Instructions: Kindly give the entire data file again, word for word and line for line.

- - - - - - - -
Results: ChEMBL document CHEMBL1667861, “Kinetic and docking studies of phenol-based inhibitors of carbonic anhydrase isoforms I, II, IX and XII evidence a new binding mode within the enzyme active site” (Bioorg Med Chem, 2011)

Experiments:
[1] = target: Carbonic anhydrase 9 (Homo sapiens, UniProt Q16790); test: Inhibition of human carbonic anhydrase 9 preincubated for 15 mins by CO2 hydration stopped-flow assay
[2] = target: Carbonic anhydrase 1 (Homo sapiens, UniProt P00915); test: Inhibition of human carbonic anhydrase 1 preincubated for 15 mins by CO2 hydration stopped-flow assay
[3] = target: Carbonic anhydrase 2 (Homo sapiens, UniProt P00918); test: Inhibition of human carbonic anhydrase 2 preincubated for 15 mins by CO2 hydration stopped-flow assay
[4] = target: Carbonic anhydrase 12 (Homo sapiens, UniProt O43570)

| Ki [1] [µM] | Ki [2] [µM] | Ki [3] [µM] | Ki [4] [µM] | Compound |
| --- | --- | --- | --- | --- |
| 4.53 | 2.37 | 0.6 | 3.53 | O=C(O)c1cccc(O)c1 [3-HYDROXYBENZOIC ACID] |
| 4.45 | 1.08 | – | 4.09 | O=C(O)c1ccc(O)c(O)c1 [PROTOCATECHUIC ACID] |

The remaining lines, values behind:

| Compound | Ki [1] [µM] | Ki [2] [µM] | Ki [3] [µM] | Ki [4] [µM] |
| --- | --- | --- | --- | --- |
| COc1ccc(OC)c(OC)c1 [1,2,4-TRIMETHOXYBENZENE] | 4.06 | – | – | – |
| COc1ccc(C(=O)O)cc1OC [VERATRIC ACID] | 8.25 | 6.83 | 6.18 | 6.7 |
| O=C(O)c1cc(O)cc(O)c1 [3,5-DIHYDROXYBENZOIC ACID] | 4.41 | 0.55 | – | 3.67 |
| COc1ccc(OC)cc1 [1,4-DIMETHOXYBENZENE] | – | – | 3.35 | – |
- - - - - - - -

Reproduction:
Results: ChEMBL document CHEMBL1667861, “Kinetic and docking studies of phenol-based inhibitors of carbonic anhydrase isoforms I, II, IX and XII evidence a new binding mode within the enzyme active site” (Bioorg Med Chem, 2011)

Experiments:
[1] = target: Carbonic anhydrase 9 (Homo sapiens, UniProt Q16790); test: Inhibition of human carbonic anhydrase 9 preincubated for 15 mins by CO2 hydration stopped-flow assay
[2] = target: Carbonic anhydrase 1 (Homo sapiens, UniProt P00915); test: Inhibition of human carbonic anhydrase 1 preincubated for 15 mins by CO2 hydration stopped-flow assay
[3] = target: Carbonic anhydrase 2 (Homo sapiens, UniProt P00918); test: Inhibition of human carbonic anhydrase 2 preincubated for 15 mins by CO2 hydration stopped-flow assay
[4] = target: Carbonic anhydrase 12 (Homo sapiens, UniProt O43570)

| Ki [1] [µM] | Ki [2] [µM] | Ki [3] [µM] | Ki [4] [µM] | Compound |
| --- | --- | --- | --- | --- |
| 4.53 | 2.37 | 0.6 | 3.53 | O=C(O)c1cccc(O)c1 [3-HYDROXYBENZOIC ACID] |
| 4.45 | 1.08 | – | 4.09 | O=C(O)c1ccc(O)c(O)c1 [PROTOCATECHUIC ACID] |

The remaining lines, values behind:

| Compound | Ki [1] [µM] | Ki [2] [µM] | Ki [3] [µM] | Ki [4] [µM] |
| --- | --- | --- | --- | --- |
| COc1ccc(OC)c(OC)c1 [1,2,4-TRIMETHOXYBENZENE] | 4.06 | – | – | – |
| COc1ccc(C(=O)O)cc1OC [VERATRIC ACID] | 8.25 | 6.83 | 6.18 | 6.7 |
| O=C(O)c1cc(O)cc(O)c1 [3,5-DIHYDROXYBENZOIC ACID] | 4.41 | 0.55 | – | 3.67 |
| COc1ccc(OC)cc1 [1,4-DIMETHOXYBENZENE] | – | – | 3.35 | – |